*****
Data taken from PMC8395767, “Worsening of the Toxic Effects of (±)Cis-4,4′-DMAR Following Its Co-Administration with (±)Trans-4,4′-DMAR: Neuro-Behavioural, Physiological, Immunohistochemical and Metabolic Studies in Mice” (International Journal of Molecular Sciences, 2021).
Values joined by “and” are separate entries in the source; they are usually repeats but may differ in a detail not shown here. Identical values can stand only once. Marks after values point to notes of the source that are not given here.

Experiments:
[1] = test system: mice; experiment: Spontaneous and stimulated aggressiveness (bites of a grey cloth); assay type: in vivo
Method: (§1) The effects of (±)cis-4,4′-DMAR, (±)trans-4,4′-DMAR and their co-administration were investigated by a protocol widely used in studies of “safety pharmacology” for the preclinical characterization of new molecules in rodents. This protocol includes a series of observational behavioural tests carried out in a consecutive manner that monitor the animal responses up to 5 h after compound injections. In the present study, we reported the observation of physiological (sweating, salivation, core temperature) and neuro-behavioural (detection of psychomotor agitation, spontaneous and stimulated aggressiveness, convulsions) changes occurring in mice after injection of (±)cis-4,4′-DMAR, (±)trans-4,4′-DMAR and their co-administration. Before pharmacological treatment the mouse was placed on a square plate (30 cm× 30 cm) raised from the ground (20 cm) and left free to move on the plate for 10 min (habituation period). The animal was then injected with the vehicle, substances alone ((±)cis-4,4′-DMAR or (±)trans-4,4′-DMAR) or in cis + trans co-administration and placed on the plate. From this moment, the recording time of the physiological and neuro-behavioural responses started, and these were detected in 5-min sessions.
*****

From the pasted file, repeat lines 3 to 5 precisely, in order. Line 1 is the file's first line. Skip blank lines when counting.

Experiments:
[1] = test system: mice; experiment: Spontaneous and stimulated aggressiveness (bites of a grey cloth); assay type: in vivo
Method: (§1) The effects of (±)cis-4,4′-DMAR, (±)trans-4,4′-DMAR and their co-administration were investigated by a protocol widely used in studies of “safety pharmacology” for the preclinical characterization of new molecules in rodents. This protocol includes a series of observational behavioural tests carried out in a consecutive manner that monitor the animal responses up to 5 h after compound injections. In the present study, we reported the observation of physiological (sweating, salivation, core temperature) and neuro-behavioural (detection of psychomotor agitation, spontaneous and stimulated aggressiveness, convulsions) changes occurring in mice after injection of (±)cis-4,4′-DMAR, (±)trans-4,4′-DMAR and their co-administration. Before pharmacological treatment the mouse was placed on a square plate (30 cm× 30 cm) raised from the ground (20 cm) and left free to move on the plate for 10 min (habituation period). The animal was then injected with the vehicle, substances alone ((±)cis-4,4′-DMAR or (±)trans-4,4′-DMAR) or in cis + trans co-administration and placed on the plate. From this moment, the recording time of the physiological and neuro-behavioural responses started, and these were detected in 5-min sessions.